New drug would let people get drunk without health risks, scientist says (En)
Professor David Nutt of Imperial College London says his research team has developed a drug that targets the brain’s neurotransmitters to mimic the effects of drinking without the risk of addiction or other negative effects.
A drug that mimics the pleasurable effects of alcohol without the health risks could one day be brought to the public, according to a British scientist.
A British scientist says he’s found a new way to get drunk without a hangover, or even any alcohol.
The new drug could do for drinking what e-cigarettes have done for smoking – that is, allow people to indulge in their favorite vice without risk of addiction or other negative health effects, Professor David Nutt told BBC Today on Monday.
Nutt, a neuropsychopharmacologist at Imperial College London and former drugs advisor to the U.K. government, said the drug would be consumed as a cocktail drink and targets neurotransmitters in the brain to mimic the pleasurable effects of drunkenness, The Independent reported.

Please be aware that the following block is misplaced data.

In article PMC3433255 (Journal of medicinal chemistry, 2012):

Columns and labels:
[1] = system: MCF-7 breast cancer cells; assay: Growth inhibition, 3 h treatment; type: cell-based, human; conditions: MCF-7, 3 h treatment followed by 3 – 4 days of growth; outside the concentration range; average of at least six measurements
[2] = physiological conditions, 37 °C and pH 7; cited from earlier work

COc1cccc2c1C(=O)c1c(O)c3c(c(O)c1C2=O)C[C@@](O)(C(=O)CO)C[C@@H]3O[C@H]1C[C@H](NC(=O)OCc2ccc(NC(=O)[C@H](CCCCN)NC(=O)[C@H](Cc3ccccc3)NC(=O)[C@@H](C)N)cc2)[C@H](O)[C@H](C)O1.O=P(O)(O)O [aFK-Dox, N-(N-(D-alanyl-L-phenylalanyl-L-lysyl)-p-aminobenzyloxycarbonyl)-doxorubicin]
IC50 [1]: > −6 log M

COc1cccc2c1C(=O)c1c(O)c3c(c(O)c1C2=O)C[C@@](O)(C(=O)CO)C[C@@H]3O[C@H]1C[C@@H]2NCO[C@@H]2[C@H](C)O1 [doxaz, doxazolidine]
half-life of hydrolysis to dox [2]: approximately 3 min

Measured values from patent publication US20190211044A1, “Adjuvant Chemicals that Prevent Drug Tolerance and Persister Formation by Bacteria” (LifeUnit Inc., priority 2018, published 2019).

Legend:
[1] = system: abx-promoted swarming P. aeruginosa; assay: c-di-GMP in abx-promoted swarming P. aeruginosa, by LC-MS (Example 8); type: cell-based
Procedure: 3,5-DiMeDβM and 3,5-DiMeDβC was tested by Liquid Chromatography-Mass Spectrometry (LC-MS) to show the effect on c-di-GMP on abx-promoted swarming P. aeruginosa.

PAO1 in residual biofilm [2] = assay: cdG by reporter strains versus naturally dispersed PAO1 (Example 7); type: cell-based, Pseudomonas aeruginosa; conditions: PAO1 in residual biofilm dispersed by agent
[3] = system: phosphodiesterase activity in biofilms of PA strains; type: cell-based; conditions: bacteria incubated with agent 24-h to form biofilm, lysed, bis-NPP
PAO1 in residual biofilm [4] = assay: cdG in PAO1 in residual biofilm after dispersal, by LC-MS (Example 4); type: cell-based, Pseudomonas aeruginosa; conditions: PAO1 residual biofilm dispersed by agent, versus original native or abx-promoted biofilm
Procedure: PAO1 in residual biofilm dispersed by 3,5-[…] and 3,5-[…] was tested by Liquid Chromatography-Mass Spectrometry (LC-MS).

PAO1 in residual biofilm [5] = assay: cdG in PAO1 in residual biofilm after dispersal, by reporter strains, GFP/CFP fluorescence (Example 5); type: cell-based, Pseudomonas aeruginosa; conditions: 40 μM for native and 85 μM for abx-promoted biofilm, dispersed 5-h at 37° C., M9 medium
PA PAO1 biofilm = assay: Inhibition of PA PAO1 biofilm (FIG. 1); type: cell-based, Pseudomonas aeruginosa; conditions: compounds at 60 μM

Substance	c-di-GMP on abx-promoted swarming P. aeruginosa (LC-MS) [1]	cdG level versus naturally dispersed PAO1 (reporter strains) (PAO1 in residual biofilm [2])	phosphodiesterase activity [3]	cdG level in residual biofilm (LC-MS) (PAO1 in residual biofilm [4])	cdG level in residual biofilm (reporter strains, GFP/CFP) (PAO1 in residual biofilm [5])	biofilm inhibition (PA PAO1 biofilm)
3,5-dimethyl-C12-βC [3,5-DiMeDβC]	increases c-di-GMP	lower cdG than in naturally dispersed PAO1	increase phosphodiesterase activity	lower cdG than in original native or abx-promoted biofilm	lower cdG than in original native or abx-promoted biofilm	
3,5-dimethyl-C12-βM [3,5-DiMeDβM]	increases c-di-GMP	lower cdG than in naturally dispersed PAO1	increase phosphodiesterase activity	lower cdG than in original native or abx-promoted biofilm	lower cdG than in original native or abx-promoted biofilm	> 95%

It could quickly be reversed by taking an antidote, allowing users to sober up and drive home or even return to work after a faux-boozy lunch.
“I’ve done the prototype experiments myself many years ago, where I’ve been inebriated and then it’s been reversed by the antagonist,” Nutt told the BBC. “That’s what really gave us the idea. There’s no question that you can produce a whole range of effects like alcohol by manipulating the brain.”
Nutt is currently seeking funding for the idea, he added.
“I think this would be a serious revolution in health … just like the e-cigarette is going to revolutionize the smoking of tobacco,” he said.
“I find it weird that we haven’t been speaking about this before, as it’s such a target for health improvement.”